This is the most comprehensive transfer option. Originally it was used for copying SAS-files between SAS installed on different operating systems. Unfortunately, the facility has not been upgraded since SAS version 6. Therefore you need to downgrade your data set in two steps. First step is to reduce the name of the dataset to only 8 characters. You can do this using Windows explorer. E.g if your data is in the file longdatasetname.sas7bdat, copy the file and rename the new file to shortdat.sas7bdat. Then you can address the dataset as e.g. data a; set sasdata.shortdat; in SAS. You may also use this facility to copy the dataset, using the following program lines:
data sasdata.shortdat; set sasdata.longdatasetname;.
Second step is to use proc copy to reduce the length of variable names and labels, as shown in Table 4. You need initially to specify that you should restrict the valid names to those that were allowed in version 6 (options VALIDVARNAME=V6;). If the data statement is used for copying to a short dataset name, it is to specify this option after the copying. If it is specified before the dataset with the short name is generated, the copying is not allowed, because the long dataset name is not a valid name in version 6.
Again the strange naming of the dataset is because it is generated by the random generator in R-
Finally, the xpt dataset is read into R using the read.xport function in the package SASxport.
To illustrate the result of the data import, the result is presented of importing the data set via the three different intermediate formats. The function read.sas in appendix A is used. However, the same result would have been obtained by running the three different SAS-programs to generate to files in the three formats, and subsequently, using either read.csv, read.xls or read.xport.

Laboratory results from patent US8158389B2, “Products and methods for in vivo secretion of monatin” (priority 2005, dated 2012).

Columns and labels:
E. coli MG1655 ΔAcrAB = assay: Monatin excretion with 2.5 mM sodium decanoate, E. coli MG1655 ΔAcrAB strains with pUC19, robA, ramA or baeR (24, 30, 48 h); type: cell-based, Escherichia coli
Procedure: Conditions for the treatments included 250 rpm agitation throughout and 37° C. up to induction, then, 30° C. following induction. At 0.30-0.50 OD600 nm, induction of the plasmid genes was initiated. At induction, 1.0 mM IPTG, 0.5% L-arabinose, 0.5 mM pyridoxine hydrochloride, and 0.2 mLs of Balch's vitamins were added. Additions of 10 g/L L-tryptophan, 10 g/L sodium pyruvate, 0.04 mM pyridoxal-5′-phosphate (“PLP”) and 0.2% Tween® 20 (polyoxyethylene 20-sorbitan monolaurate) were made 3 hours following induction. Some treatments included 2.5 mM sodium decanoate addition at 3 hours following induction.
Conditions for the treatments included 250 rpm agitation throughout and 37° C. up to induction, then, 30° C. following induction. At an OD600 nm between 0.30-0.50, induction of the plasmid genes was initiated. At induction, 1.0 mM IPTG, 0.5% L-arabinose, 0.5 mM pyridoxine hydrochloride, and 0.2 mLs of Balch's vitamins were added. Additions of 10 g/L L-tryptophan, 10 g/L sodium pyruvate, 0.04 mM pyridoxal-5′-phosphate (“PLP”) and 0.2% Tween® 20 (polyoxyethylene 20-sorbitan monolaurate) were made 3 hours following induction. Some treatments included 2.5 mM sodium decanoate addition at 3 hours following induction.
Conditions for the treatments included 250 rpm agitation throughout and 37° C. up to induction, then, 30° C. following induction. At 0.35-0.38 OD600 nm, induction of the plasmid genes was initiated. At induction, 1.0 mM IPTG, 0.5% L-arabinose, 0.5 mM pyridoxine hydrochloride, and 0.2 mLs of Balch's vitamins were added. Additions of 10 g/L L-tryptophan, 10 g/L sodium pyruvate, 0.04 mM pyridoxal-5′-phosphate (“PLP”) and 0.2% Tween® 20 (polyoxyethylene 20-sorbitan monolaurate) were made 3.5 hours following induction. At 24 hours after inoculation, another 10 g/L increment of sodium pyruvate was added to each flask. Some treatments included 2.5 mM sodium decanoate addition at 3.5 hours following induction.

The variable names are correct. The date variable is transferred as a character string and need to be translated into the R date format, in a subsequent step. The labels of the variables are not transferred.
In the xls format the variable names are also correct. The date variable is transferred as a integer value. The date value corresponds to the representation in R’s Date representation, but you need to specify that in a subsequent step. Note that the numeric representation of date values in SAS (variable Dayasnumber) differs from those in R and Excel (variable Weightincreasedate). The labels of the variables are not transferred.
A note of caution: There are some limitations to the size of an excel dataset, both concerning number of variables and number of observations. We have not yet tested whether this problem is circumvented because we do not call excel explicitly.
In the xport format the variable names are no longer correct, but translated into upper case names with a length of 8-characters. If the starting sequence is identical SAS uses digits to distinguish between the names. The date variable is transferred as a integer value but with the ClassDate. Thus they are printed in a readable format, and you can se from data structure that it is a date value. Note that the numeric representation of date values in SAS differs from those in R and Excel. Finally, the labels of the variables are transferred, even though the long label is shortened to a length of 40 characters.
In most cases the use of the xls-format is probably the most convenient. If the dataset is documented with labels the xport format may be the best, even though the variable names is mangled. Finally, the csv-format may be the best for very large datasets that cannot be handled within the limitations of R.
In this section the R functions are presented. They may also be downloaded here.